Silent health threats can sneak up and put you at risk without warning. The Doctors break the silence to reveal the early signs and symptoms of these dreaded killers.
Silent Threat: Sepsis
Pneumonia, urinary tract infections and skin infections are quite common, but if left untreated, can lead to dire consequences. “So many women, I hear them say, ‘Oh, I’ve got a bladder infection. I’m drinking cranberry juice to get rid of it,” Dr. Jim says. “But that doesn’t do it.”
“Cranberry juice is only a prevention,” Dr. Lisa adds. “It keeps the bacteria from clinging to the bladder wall. It is not a cure, so if you have a bladder infection, you have to get it treated. You have to take antibiotics for it.”
But bladder infections aren't the only cause for treatment. Even an unattended skin wound can cause your body to shut down if you ignore it, and 44-year-old Renee's body nearly shut down just days after she was bit by a dog.
Renee ignored flu-like symptoms and forgetfulness. Two days after the bite she wound up in the hospital fighting for her life with a severe case of sepsis. “I didn’t really listen to my body, which I should have done,” Renee says.
Sepsis is the body’s over-active reaction to a localized infection that enters the blood stream. Even after the initial infection is eradicated, sepsis continues to attack the body, especially the organs, causing symptoms such as a fever, lightheadedness, fast heart rate, rashes and confusion. “You don’t get confusion from a skin infection,” Dr. Travis says. “You don’t pass out from a skin infection, and that’s the sign of something more serious. And that’s where you start talking about sepsis.”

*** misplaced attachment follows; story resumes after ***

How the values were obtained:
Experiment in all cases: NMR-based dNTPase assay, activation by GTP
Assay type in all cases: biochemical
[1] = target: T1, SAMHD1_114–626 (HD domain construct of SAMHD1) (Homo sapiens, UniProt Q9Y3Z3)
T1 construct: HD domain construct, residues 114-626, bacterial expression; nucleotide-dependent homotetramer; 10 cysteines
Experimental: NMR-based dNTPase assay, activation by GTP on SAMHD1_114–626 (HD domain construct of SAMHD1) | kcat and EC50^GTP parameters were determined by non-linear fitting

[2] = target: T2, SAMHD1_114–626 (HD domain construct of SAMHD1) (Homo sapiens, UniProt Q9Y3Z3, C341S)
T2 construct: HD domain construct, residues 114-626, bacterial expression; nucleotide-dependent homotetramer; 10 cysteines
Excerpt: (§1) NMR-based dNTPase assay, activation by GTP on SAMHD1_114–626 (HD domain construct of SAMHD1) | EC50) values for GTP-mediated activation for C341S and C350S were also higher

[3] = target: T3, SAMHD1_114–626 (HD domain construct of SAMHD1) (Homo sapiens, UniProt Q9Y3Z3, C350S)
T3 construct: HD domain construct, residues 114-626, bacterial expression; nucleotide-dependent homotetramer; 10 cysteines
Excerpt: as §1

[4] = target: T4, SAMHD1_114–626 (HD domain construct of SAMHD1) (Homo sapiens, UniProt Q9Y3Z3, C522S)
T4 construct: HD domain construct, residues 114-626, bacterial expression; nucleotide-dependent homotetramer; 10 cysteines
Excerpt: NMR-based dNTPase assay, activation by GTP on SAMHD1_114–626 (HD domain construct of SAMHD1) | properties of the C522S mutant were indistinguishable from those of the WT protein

Because the sepsis cut off the blood supply to her limbs, Renee was told she would lose both of her hands and both of her feet. “I lost two fingers, which is pretty much a miracle,” she says.
“I’m not supposed to be here,” Renee says. “I’m actually still supposed to be in ICU, so this is amazing!”
To help prevent sepsis, make sure to treat wounds and infections with Neosporin or antibiotic ointment. Dr. Jim says that if a symptom doesn’t make sense -- such as confusion caused by a skin wound -- see your doctor. “This is one of the reasons young babies, any baby under age two months, if they get a fever, it’s much more likely to be sepsis than just your typical virus,” Dr. Jim says. “So any baby that has a fever, you have to call the doctor.”
Silent Threat: Toxic Shock Syndrome
Toxic shock syndrome, which is similar to sepsis, occurs when bacteria enters the blood stream and causes organs to shut down. Wearing a tampon or diaphragm for too long can cause TSS because they can become breeding grounds for bacteria. Removing a dry tampon can cause tears in the vaginal wall and can lead to bacteria build-up.
To help prevent TSS while wearing a tampon, Dr. Lisa advises using the lowest absorbency tampon for your flow and changing it every four to eight hours. If you find your tampon fully saturated before four hours, you should use the next absorbent size. And while TSS is a risk, Dr. Lisa explains that if used correctly, tampons are safe. “They are a great thing for women because they let them be active,” she says. “They are very, very important to women, but you have to use them the right way, because they can lead to infections. But they are very safe and very good.”